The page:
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UK Vows Brexit Won't Mean the Return of Irish Border Posts


The British government has vowed repeatedly to end the free movement of people from the European Union when the U.K. leaves the bloc in 2019. But on Wednesday it acknowledged that, in one area of the country, it won’t.


Britain said there must be no border posts or electronic checks between Northern Ireland and the Irish republic after Brexit, and it committed itself to maintaining the longstanding, border-free Common Travel Area covering the U.K. and Ireland.


“There should be no physical border infrastructure of any kind on either side of the border between Northern Ireland and Ireland,” Conservative British Prime Minister Theresa May said.


That means free movement across the border for British, Irish — and EU — citizens. After Britain leaves the bloc, EU nationals will be able to move without checks from Ireland to Northern Ireland, and onto other parts of the U.K.


Free movement among member states is a key EU principle, and has seen hundreds of thousands of people move to Britain and get jobs there since the bloc expanded into eastern Europe more than a decade ago.


Many Britons who voted last year to leave the EU cited a desire to regain control of immigration as a key reason.


In a paper outlining proposals for the Northern Ireland-Ireland border after Brexit, the British government insisted it will be able to control who can settle in the U.K. through work permits and other measures.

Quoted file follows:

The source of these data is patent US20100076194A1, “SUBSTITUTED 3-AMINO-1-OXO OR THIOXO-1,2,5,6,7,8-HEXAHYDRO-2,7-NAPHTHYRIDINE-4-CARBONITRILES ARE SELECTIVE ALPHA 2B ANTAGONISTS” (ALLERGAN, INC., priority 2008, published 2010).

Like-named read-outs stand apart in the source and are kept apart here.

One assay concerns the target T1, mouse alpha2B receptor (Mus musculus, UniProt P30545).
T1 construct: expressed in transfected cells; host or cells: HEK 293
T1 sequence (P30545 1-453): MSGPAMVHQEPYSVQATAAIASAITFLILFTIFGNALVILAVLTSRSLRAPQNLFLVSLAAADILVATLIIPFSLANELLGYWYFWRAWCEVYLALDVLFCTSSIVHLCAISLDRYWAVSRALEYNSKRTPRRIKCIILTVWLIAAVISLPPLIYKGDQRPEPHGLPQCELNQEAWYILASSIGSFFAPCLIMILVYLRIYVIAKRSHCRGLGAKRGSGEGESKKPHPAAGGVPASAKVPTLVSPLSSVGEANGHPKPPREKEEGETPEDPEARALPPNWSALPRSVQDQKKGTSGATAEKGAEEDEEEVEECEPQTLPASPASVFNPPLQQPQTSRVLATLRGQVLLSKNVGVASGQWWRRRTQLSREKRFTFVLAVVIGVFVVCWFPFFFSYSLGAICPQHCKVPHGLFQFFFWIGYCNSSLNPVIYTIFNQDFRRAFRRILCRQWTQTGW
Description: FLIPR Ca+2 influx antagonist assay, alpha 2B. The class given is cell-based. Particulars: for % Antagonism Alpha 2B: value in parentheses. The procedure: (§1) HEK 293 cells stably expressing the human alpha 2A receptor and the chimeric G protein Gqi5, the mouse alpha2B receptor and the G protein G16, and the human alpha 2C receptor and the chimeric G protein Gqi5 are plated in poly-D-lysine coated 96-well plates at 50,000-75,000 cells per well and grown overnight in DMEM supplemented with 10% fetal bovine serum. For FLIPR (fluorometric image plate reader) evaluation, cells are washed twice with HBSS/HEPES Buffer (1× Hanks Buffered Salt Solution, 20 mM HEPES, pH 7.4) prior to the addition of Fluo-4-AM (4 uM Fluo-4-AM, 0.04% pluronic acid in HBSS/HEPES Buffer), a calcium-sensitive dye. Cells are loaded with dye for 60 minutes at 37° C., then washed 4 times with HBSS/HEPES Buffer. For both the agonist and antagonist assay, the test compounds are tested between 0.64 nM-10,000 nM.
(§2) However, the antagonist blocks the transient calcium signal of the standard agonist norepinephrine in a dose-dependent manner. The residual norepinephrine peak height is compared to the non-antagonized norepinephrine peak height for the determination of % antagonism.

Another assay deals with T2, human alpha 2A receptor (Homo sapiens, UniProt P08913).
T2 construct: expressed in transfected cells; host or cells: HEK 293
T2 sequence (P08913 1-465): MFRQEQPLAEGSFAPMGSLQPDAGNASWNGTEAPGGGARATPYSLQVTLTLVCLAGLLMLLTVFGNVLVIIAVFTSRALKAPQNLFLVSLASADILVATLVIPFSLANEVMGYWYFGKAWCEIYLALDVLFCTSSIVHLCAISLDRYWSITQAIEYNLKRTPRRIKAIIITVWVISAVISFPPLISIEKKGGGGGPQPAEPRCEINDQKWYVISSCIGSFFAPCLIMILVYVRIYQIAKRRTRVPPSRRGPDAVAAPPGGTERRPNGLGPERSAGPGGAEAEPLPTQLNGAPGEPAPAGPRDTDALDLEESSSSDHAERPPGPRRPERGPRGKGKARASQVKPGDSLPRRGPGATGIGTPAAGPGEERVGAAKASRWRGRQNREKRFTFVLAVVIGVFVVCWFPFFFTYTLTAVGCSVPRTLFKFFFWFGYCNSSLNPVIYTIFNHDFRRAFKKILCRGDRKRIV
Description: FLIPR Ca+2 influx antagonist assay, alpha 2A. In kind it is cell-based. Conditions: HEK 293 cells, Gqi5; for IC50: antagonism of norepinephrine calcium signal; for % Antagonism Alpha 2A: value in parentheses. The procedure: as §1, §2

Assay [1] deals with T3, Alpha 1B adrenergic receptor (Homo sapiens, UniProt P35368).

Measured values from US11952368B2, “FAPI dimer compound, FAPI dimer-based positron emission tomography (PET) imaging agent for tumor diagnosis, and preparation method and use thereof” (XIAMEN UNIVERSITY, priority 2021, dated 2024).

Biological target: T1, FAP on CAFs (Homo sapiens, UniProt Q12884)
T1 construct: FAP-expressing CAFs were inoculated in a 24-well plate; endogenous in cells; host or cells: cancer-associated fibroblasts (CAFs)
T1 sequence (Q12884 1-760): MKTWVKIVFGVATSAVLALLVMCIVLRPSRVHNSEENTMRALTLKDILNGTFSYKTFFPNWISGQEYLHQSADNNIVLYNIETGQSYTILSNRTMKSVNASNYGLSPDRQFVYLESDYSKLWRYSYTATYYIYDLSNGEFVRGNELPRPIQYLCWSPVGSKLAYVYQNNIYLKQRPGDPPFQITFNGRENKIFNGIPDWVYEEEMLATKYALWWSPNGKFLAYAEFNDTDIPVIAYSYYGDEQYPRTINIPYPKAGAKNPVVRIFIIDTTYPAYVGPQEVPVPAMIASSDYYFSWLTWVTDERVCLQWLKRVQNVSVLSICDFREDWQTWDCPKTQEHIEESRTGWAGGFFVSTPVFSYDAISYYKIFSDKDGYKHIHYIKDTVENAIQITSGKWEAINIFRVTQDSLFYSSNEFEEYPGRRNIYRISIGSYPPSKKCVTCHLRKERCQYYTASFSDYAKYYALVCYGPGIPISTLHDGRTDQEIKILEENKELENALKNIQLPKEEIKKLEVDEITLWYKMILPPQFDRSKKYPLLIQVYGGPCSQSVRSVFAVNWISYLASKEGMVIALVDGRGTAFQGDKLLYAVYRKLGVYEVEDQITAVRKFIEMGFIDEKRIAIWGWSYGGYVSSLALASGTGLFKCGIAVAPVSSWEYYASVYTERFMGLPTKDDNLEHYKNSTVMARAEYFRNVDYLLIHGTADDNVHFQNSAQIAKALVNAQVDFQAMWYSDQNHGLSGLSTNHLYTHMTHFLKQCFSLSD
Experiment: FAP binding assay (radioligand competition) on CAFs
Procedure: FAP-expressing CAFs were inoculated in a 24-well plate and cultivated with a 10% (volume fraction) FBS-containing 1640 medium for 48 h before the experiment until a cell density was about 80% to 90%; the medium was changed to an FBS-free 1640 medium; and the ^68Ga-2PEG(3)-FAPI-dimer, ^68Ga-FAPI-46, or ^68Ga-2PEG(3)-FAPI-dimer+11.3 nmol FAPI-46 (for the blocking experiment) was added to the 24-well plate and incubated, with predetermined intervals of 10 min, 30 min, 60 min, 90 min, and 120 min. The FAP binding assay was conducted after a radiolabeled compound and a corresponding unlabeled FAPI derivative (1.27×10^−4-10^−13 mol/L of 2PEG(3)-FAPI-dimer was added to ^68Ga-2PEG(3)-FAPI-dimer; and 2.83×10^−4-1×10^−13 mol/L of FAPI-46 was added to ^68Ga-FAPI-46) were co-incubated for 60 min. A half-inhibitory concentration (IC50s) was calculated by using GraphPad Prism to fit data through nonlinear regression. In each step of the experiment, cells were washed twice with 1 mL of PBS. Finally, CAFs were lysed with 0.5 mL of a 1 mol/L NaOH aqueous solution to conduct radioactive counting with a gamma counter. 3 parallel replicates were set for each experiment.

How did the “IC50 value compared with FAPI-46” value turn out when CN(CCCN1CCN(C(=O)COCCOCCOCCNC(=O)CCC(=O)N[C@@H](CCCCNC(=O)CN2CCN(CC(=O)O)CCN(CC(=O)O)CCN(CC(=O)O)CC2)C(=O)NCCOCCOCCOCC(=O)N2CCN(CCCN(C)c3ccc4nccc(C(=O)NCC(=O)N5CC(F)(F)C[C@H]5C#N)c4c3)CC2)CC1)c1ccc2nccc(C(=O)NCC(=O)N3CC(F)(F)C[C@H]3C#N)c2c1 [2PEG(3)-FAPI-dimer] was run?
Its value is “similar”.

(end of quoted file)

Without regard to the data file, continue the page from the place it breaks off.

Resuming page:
It said “immigration controls are not, and never have been, solely about the ability to prevent and control entry at the U.K.’s physical border.” Control of access to the labor market and social welfare are also “an integral part” of the immigration system, the paper added.


Northern Ireland is an especially thorny issue in Brexit talks, because it has the U.K.’s only land border with the EU — and because an open border has helped build the economic prosperity that underpins the peace process in Northern Ireland.


Since the 1998 Good Friday peace accord, British military checkpoints along the Ireland-Northern Ireland border have been dismantled, rendering it all but invisible. Thousands of people cross the 300-mile (500-kilometer) border every day.


Britain said it was determined that “nothing agreed as part of the U.K.’s exit in any way undermines” the Northern Ireland peace agreement.


The government’s Department for Exiting the European Union acknowledged that “unprecedented” solutions would be needed to preserve the peace process and maintain the benefits of an open border after Britain leaves the EU, its single market in goods and services and its tariff-free customs union.


It suggested a future “customs partnership” between Britain and the EU could eliminate the need for checks on goods crossing the border.


For agricultural and food products, Britain said one option could be “regulatory equivalence,” where the U.K. and EU agree to maintain the same standards. But it’s unclear what that would mean for Britain’s ability to trade with countries that do not always meet EU standards, such as the United States.


The Northern Ireland proposals came in a series of papers covering aspects of Brexit negotiations, which are due to resume in Brussels at the end of this month.


Irish Foreign Affairs Minister Simon Coveney said the document “brings some clarity and is certainly helpful to move this process forward.” But, he said, “there are still significant questions that are unanswered.”


European Commission spokeswoman Annika Breidthardt said Britain’s position papers — which come after allegations from EU officials that the U.K. is underprepared for the EU divorce negotiations — are “a positive step.”


“The clock is ticking and this will allow us to make progress,” she said.


Lorne Cook in Brussels contributed to this story.

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